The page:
NeuroGeMM Research Group
Neuro-Genetics and Mouse Models

Head of Research Group: Dr Binnaz YALCIN, PhD, HDR
Email: binnaz.yalcin@inserm.fr
Tel: +33 3 80 39 66 60

Areas of Investigation

Large-scale neuroanatomical profiling of rodent mutants to better understand cognitive disorders

Identification of cellular mechanisms underlying corpus callosum anomalies in WDR genes

Neurobiological studies of Cohen Syndrome disease gene VPS13B in the mouse

Mouse genetic studies at the autism-associated 16p11.2 locus

Large-scale neuroanatomical profiling of rodent mutants to better understand cognitive disorders

We recently published the neuroanatomical characterization of 1,500 mutant mouse lines and identified 198 genes whose disruptions yield NeuroAnatomical Phenotypes (NAPs) in male, mostly affecting structures implicated in brain connectivity including the corpus callosum.

17% of human unique orthologues of mouse NAP genes are known loci for cognitive dysfunction. The remaining 83% constitute a vast pool of genes newly implicated in brain architecture, providing the largest study of mouse NAP genes and gene networks.

The identification of mouse NAP genes and gene networks offers a complementary resource to human genetic studies and predict that many more genes could be involved in mammalian brain morphogenesis and cognition.

Through data-sharing platforms, we are currently reaching out to medical community and ask whether the newly implicated genes we identified in mouse brain development (n=164) are associated with cognitive disorders in humans.

We are also investigating the role of gender specificity in neuroanatomical features by studying males and females independently.

Identification of cellular mechanisms underlying corpus callosum anomalies in WDR genes

One major discovery made by my laboratory was that WDR genes are 3-times more likely to be linked with neuroanatomical defects than any other gene families in particular corpus callosum anomalies. We hypothesize that WDR genes are key regulators of the formation of the corpus callosum, a commissure that provides higher-order neurological advantages in placental mammals. The development of the corpus callosum is a process relying on microtubule polymers that localize to the tip of the axon, known as the growth cone. We chose to focus on WDR47 as a paradigm of WDR function in corpus callosum biology. We showed that in the absence of WDR47, the corpus callosum is absent (a condition known as corpus callosum agenesis) and that WDR47 participates in key microtubule-mediated processes including growth cone dynamics.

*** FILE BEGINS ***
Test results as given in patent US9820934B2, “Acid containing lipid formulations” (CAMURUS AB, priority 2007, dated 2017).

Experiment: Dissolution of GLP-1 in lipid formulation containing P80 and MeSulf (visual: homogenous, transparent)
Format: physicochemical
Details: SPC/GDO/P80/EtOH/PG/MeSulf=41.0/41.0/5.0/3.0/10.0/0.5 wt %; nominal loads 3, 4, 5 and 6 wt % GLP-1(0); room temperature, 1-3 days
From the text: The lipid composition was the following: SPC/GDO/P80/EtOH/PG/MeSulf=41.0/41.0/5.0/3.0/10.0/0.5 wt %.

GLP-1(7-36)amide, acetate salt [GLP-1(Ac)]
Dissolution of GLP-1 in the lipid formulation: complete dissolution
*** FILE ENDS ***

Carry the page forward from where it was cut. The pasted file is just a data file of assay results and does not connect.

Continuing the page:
Our working model of how growth cone dynamics is altered in the absence of WDR47 is shown below. Our work provides insights showing that WDR47 plays a microtubule stabilizer role in the growth cone. This is supported by the interaction between the N terminus of WDR47 and SCG10 (a very well-known microtubule destabilizer promoting catastrophe at the growth cone), which led us to think that WDR47 might be a regulator of SCG10 activity in the JNK1 pathway. Interestingly, knockout mouse studies of Jnk1 show high behavioral similarities compared with Wdr47. In the absence of WDR47, there is thus increased of microtubule catastrophe at the growth cone. Such defects could be one of the reasons as to why the corpus callosum has not formed.

We are now investigating other WDR-gene mutations implicated in corpus callosum dysgenesis to determine whether common cellular mechanisms may be involved.

Neurobiological studies of Cohen Syndrome disease gene VPS13B

Cohen syndrome is caused by mutations on one single gene: the vacuolar protein sorting 13 homolog B (VPS13B) gene localized on human chromosome eight. Common clinical features include intellectual disability and postnatal microcephaly. VPS13B is a widely-expressed transmembrane protein and based on its homology to the yeast VPS13 protein is thought to function in vesicle-mediated transport and sorting of proteins within the cell.

Our general aim is to improve our knowledge of VPS13B gene function in the brain and pathobiological mechanisms of Cohen syndrome in autosomal recessive intellectual disability as it remains largely unknow.

Mouse genetic studies at the autism-associated 16p11.2 locus

Autism spectrum disorders (ASDs) are a group of complex neurodevelopmental diseases characterized by restricted/repetitive behaviors and a deficit in social communication. Affected children usually express autistic behaviors after  24 months of age. Human locus 16p11.2 is susceptible to a 600 Kb deletion (OMIM #611913) which is among the most frequent known etiologies of ASDs. This 16p11.2 microdeletion arises de novo and associates with brain size and other NeuroAnatomical Phenotypes (NAPs). One of the main challenges in the field is to be able to decipher which could be the causative gene of NAPs at the locus and how the genes could interact with each other to lead to ASDs.

Here we set out to assess the neuroanatomical implication of each individual genes of the 16p11.2 interval using mouse mutants to inform the genetic architecture of this autism-associated locus.